I have a feeling these are not isolated cases. But by worrying about, thinking about and feeling guilt and shame about our past sins, we are seriously impairing our ability to live the abundant life Jesus promised.

I am set free and no longer under condemnation, so why should I feel guilt or shame?

It’s not that I don’t understand where my friends are coming from: I have plenty of sinful behavior in my past and I regret having caused God the pain of my actions. I still suffer from some of the consequences of those actions.

But I no longer feel guilt or shame for them. I choose instead to believe the truth of the words in Romans 8:1-2: “Therefore, there is now no condemnation for those who are in Christ Jesus, because through Christ Jesus the law of the Spirit who gives life has set you free from the law of sin and death.” This is one of the greatest statements in the Bible. I am set free and no longer under condemnation, so why should I feel guilt or shame? And it’s not just the Romans passage that gives me that confidence.

  • Jesus came to set the captives free (Luke 4:18)
  • God has removed our sins as far as the east is from the west (Ps. 103:12)
  • Jesus set us free to have freedom (Gal. 5:1)
  • God sweeps away our sins and remembers them no more (Isa. 43:25)
  • God has taken our blood red sins and washed them white as snow (Isa. 1:18)
  • The Lord will never charge us with our sins (Rom. 4:8)
  • Jesus offered himself as the sacrifice once for all sins (Heb. 7:27)

There are a number of other scriptures in the same vein – that once we are in Christ Jesus, once we are following him as our Lord – all of our sins have not only been forgiven, they have been removed completely from our account. We are free and we are washed clean.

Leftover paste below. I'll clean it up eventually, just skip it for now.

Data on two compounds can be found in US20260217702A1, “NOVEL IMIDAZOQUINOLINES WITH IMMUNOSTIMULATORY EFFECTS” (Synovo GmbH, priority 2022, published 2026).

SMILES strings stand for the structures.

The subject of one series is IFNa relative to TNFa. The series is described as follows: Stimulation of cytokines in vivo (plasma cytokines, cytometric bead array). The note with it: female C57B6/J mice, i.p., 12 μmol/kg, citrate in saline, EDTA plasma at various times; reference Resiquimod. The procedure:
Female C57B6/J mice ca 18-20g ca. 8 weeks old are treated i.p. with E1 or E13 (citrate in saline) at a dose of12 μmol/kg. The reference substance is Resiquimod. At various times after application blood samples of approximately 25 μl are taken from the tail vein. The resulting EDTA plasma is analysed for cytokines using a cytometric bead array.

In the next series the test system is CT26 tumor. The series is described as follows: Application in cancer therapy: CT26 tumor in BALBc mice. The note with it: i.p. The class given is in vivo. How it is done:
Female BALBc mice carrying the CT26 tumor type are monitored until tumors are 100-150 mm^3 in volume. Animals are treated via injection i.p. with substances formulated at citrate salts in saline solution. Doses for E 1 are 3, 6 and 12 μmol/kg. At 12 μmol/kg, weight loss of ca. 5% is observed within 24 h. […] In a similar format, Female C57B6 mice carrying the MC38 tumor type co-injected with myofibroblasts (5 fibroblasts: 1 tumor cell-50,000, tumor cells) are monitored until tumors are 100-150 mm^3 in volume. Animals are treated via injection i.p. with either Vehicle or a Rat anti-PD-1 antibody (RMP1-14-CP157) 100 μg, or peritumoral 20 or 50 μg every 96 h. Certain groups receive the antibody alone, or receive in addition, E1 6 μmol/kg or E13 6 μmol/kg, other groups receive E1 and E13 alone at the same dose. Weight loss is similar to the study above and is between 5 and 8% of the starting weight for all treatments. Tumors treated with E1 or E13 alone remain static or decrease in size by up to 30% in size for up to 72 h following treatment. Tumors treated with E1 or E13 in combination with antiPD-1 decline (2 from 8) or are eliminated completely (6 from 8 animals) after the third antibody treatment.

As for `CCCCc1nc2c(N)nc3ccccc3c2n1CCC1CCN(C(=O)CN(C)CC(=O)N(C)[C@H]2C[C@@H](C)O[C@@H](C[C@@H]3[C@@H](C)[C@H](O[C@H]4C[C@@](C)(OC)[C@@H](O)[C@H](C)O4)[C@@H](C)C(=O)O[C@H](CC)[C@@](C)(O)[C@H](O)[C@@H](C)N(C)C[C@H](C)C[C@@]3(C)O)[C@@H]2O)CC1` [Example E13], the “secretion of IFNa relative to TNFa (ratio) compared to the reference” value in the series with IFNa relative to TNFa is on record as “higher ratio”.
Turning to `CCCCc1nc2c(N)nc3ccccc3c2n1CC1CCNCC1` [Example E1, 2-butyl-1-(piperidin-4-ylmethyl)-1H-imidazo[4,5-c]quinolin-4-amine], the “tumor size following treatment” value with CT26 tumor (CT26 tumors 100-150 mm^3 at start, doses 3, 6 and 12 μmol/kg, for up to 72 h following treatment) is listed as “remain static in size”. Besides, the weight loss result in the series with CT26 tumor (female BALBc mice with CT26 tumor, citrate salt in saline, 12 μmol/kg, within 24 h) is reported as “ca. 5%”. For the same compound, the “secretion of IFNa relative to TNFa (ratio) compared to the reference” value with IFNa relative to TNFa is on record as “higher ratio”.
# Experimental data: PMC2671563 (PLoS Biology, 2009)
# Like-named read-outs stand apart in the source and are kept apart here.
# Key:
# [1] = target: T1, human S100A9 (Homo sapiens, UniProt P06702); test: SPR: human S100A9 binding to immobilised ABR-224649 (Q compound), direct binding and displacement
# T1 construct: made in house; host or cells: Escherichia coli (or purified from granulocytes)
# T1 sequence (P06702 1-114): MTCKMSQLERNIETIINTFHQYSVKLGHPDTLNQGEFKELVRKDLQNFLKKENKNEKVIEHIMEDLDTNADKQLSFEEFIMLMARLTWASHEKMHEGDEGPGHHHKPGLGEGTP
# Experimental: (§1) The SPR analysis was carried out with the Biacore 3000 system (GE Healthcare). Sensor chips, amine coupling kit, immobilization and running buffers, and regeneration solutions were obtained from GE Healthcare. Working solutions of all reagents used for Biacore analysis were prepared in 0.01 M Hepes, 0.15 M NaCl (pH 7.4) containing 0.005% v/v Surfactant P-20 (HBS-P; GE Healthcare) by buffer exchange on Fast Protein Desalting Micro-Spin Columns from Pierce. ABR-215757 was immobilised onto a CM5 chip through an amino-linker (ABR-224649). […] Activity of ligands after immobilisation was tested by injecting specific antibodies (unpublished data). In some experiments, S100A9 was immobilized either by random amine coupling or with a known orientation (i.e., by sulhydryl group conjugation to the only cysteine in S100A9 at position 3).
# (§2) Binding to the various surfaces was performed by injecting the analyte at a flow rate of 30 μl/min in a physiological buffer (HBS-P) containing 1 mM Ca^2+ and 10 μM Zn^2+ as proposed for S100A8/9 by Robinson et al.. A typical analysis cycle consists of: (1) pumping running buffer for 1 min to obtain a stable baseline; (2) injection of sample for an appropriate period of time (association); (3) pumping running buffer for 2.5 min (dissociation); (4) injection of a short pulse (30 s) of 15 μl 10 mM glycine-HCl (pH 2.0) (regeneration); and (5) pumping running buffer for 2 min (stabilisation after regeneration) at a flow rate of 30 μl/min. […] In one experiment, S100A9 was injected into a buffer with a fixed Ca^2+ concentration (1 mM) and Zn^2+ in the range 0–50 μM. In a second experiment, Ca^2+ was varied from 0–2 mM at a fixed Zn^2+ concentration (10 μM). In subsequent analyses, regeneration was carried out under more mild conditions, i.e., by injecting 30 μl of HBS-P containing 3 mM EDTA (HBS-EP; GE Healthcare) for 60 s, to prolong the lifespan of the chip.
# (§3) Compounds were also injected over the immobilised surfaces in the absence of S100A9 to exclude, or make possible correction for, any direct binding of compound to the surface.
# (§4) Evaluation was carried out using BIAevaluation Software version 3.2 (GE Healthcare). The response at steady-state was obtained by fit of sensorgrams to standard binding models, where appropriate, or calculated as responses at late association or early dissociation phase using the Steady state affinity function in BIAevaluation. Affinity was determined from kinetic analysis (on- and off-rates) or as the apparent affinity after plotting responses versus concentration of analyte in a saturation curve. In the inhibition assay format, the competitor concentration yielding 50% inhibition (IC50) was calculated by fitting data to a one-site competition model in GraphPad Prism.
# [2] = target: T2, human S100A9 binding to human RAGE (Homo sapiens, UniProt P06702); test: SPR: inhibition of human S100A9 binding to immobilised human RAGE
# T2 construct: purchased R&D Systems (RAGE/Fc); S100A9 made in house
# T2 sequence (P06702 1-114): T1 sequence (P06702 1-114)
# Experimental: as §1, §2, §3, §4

But, you may argue, you don’t know what I’ve done in my past. No, I don’t, but it doesn’t matter. Really.

What matters as a Christian is not what you have done but what Christ has done for you. No evil of your past can compare with the abundant life of your present or the glory of your future.

If God no longer condemns you, why should you condemn yourself?

The difference is where you choose to turn your eyes and ears. Will you keep looking behind you at how you have failed, or will you focus on Christ and how he has overcome? Will you look at your weakness, or his power? Will you accept the lies of the enemy, or listen to the voice of the Great Shepherd calling you to the truth?

As a follower of Christ you no longer have to be captive to shame and guilt for your past actions. All you have to do is accept the truth that you are free and no longer under condemnation. If God no longer condemns you, why should you condemn yourself?

The ancient mariner could never get over the guilt of killing that albatross, forced to wander the earth to tell his tale of woe. But as a Christian, your guilt has been removed. Christ died for that guilt so that you, unlike the ancient mariner, can live a life of victory.

Gary Kauffman is Bible teacher, Christian life coach and freelance writer/photographer living in North Augusta, South Carolina.